Onto season 18, now. I think I'll try to write up the stories in this one at a time as I go along - otherwise it just becomes too daunting if I let a back-log build up and have to write three at once.

Fourth Doctor: The Leisure Hive )

Long thoughts on the beginning of the JNT era )

And back to the specifics of The Leisure Hive )

strange_complex: (Tom Baker)
So we're back to Tom Bakery goodness with UKTV Drama. Well, except that they last stopped at Robots of Death, and have now picked up again with Horror of Fang Rock, meaning that I had to acquire The Talons of Weng Chiang via Other Means. *shrug* UKTV Drama is a very strange channel.

Fourth Doctor: The Talons of Weng Chiang )

And, ladies and gentlemen, if I may indulge for a moment, I treat having seen this story as a moment of graduation. It was a pretty random choice of reference to include in the post which started off this whole Who Odyssey back in January - but, nonetheless, it is at this stage that I get to progress from being vaguely aware that The Talons of Weng Chiang features a giant rat in a sewer to having a meaningful grasp of the plot and some actual opinions about it. I claim my Geek Certificate and Coffee Mug of Rassilon, please.

Fourth Doctor: Horror of Fang Rock )

And now? Well, now, we have a Thing. Which is that I've already seen the next three stories UKTV Drama will be broadcasting, and would have to wait until the end of May to come back in at Underworld. Only to then meet the Key to Time season again two stories later, anyway.

Fact is, though, there's another thing happening here, too, and a very sad thing at that. See, as of now, I have only eleven stories left to see from Tom Baker's time as the Doctor (or twelve if you count the video reconstruction of Shada, which I think I shall). It's my own fault, really, for getting greedy already and skipping ahead of the UKTV schedules. I could have spun things out by watching stories featuring other Doctors in the interim, but no - it had to be Tom. It had to be the piercing blue eyes and the dazzling grins and the bouncing curls and the ginger side-burns and the noble profile and the chocolatey voice and the guh! *swoon*.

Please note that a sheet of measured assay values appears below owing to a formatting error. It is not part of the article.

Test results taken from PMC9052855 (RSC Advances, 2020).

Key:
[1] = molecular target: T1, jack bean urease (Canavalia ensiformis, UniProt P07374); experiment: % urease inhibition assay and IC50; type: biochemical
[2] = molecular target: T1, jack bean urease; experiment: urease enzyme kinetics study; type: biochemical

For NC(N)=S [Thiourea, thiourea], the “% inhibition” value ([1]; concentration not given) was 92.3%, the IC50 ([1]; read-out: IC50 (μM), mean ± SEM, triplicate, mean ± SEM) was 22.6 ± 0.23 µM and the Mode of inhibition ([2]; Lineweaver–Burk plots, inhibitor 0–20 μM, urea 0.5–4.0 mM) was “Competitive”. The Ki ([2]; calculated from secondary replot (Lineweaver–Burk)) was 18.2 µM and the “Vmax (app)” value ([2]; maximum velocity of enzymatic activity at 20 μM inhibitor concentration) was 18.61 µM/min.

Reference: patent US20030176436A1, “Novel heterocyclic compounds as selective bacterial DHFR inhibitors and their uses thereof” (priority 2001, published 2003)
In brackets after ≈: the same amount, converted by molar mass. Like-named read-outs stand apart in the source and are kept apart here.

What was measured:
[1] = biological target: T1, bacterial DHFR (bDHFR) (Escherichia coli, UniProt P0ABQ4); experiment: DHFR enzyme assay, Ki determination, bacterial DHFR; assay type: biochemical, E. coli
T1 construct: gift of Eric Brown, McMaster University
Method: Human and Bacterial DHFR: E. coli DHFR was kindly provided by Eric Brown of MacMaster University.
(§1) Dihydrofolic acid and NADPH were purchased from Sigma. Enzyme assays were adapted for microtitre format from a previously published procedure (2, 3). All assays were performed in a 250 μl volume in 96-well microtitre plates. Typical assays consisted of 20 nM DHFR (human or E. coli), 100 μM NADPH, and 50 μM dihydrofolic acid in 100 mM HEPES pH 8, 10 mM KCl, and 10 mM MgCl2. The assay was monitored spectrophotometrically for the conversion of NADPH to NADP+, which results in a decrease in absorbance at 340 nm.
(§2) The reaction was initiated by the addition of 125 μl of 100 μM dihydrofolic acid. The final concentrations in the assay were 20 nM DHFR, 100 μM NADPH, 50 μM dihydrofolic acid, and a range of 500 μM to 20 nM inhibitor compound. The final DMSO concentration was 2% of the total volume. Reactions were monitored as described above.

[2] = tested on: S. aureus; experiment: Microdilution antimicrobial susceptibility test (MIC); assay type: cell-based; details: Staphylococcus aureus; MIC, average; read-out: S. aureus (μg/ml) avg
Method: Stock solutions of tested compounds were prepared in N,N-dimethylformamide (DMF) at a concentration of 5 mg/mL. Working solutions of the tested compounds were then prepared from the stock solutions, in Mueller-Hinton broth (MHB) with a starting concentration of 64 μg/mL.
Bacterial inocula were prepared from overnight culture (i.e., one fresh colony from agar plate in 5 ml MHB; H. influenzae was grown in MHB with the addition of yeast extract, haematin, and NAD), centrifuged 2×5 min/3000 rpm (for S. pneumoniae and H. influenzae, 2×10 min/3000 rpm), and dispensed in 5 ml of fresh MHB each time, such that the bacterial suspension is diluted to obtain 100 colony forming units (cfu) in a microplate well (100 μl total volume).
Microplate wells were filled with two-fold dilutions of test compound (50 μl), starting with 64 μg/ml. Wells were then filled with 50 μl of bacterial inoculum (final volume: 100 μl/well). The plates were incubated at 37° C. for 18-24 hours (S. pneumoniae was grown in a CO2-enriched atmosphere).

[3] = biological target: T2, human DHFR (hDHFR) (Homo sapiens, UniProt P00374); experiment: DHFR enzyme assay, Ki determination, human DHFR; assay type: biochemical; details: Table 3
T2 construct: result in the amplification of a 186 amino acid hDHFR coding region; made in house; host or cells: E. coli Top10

So I'm certainly running low on UKTV Drama stories in the immediate present - but also facing the horrible prospect of reaching the end of the Tom Baker era in the not-too-distant future if I don't rein things in pretty soon. I don't want it to end, and I can't begin to imagine the trauma of having to actually sit down and watch Logopolis. But, having thought about it carefully, and considered the alternative possibility of watering down my Tom Baker diet by interspersing his stories with those of other incarnations, I decided - sod that! Fie to delayed gratification, and sensible rationing out of indulgent pleasures! Instead, I am just damn well going to max out on his Doctor, right here, right now, while I'm really into him. Because, frankly, I won't rest until I have, and any other Doctor will merely be Not Tom Baker until and unless I know that I have seen every single one of his stories. Then, and only then, will I be able to find it in me to entertain the possibility of anyone else in the role.